High Sugar Intake Associated with Increased Risk for Alzheimer’s Disease


Researchers at Rush University followed 837 patients with 19 different tests for memory and other brain functions. They found that higher consumption of foods and drinks with added sugars was associated with greater loss of ability to recognize objects and remember facts, and with greater risk for developing dementia (Alzheimer’s Association International Conference, July 29, 2021). Other studies show that the high rise in blood sugar that is part of Type II diabetes can cause loss of brain function and dementia (Neurology, Jul 1, 2021;10.1212). Non-diabetics who have high blood sugar levels are also at increased risk for becoming demented. In a study of 2067 non-diabetics with follow up of 6.8 years, those with blood sugar levels above 115 were statistically more likely to become demented than those with blood sugar levels at or below 100 (N Engl J Med, Aug 8, 2013;369:540-548).

How Can Sugar Damage Your Brain?
Your body can store only a very small amount of sugar in your muscles and liver. When your muscles and liver are already full and you eat more sugar, your blood sugar level rises. A high rise in blood sugar causes sugar to stick to the outer membranes of cells throughout your body. The more sugar that you eat, the higher the rise in blood sugar and the more sugar sticks to cells to damage them (J Am Coll Nutr, 2005;24(1):22–29). Once there, the sugar cannot get off the cells and is converted eventually to sorbitol that destroys that cell. A high rise in blood sugar increases risk for blood vessel damage (Circulation, 2006;114(6):597–605), strokes (Proc Natl Acad Sci USA, 1995;92(9):3744–3748), and dementia (Neurobiol Aging, 2011;32(6):763–767). No tissue is spared.

Restricting Sugar Reduces Risk for Dementia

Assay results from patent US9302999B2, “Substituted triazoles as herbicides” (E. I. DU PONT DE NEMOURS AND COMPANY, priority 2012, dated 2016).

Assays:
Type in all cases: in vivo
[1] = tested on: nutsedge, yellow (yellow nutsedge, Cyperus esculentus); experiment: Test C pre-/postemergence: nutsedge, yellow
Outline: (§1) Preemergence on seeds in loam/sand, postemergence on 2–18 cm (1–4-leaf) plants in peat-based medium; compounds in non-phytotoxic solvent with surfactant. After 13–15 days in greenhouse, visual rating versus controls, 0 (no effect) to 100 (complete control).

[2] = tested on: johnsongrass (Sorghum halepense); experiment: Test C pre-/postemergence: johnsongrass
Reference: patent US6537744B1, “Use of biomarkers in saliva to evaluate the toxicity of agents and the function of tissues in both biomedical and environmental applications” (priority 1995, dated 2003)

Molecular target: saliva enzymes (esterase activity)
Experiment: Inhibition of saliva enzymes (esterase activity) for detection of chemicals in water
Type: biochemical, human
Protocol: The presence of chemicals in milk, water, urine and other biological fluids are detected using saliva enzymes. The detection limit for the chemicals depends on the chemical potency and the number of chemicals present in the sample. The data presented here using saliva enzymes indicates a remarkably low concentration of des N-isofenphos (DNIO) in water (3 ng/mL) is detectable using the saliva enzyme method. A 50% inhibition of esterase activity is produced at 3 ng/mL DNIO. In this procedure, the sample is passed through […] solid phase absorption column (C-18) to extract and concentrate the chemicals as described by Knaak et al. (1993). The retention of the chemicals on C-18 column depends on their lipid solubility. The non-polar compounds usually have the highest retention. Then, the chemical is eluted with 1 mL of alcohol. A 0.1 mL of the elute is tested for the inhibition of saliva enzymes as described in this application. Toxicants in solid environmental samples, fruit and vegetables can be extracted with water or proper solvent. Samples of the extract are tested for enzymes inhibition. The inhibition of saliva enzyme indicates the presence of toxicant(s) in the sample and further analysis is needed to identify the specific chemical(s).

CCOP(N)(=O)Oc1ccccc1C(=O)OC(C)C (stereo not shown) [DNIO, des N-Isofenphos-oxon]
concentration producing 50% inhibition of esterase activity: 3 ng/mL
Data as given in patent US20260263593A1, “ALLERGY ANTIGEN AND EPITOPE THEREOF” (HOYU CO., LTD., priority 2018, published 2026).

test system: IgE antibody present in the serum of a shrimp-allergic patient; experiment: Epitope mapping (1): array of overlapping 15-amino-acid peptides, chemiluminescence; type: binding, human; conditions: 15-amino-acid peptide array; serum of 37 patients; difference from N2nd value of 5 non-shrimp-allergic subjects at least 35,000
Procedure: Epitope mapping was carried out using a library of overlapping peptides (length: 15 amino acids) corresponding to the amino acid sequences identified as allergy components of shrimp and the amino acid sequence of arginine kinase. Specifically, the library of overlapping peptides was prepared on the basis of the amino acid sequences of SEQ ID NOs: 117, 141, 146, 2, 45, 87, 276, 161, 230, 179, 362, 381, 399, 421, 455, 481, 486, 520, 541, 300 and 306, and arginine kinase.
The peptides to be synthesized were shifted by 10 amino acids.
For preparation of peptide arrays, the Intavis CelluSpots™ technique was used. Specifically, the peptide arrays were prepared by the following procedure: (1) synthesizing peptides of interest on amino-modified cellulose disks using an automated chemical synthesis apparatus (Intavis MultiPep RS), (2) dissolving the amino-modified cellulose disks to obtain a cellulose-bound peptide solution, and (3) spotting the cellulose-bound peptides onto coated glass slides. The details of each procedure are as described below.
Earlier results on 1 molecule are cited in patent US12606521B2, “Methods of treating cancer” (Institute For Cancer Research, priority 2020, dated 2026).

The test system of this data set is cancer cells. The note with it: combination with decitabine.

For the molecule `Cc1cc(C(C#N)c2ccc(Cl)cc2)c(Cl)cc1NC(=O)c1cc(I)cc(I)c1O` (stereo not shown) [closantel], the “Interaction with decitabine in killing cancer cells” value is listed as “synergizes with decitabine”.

Many other studies show that a diet that restricts added sugars can help to slow loss of mental function with aging (J Alzheimer’s Disease, Jul 21, 2021;82(2):827-839; J Nutr Health Aging, 2018;22(2):222-229), and is associated with reduced risk for Alzheimer’s disease (Alzheimers Dement, Sep, 2015;11(9):1007-14). Plant-based diets such as DASH have been associated with reduced likelihood to lose mental function and become demented with aging (Neurology, 2014;83(16):1410-1416). The “Mediterranean-DASH Intervention for Neurodegenerative Delay” (MIND) study showed that a diet that restricts added sugars reduced risk for Alzheimer’s disease by 53 percent in those who followed the diet rigorously, and by 35 percent in those who generally followed the diet most of the time (Alzheimers Dement, March 2015;11:1015-1022).

My Recommendations
It appears that you may help to delay and perhaps prevent Alzheimer’s disease and other forms of dementia with healthful lifestyle choices:
• Eat an anti-inflammatory plant-based diet and limit added sugars
• Exercise regularly
• Engage in lots of activities that require thinking, memory and calculation
• Avoid alcohol, tobacco and recreational drugs
• Avoid being overweight
• Control high blood pressure, high cholesterol, high blood sugar and other heart attack risk factors
Dementia May Be Preventable
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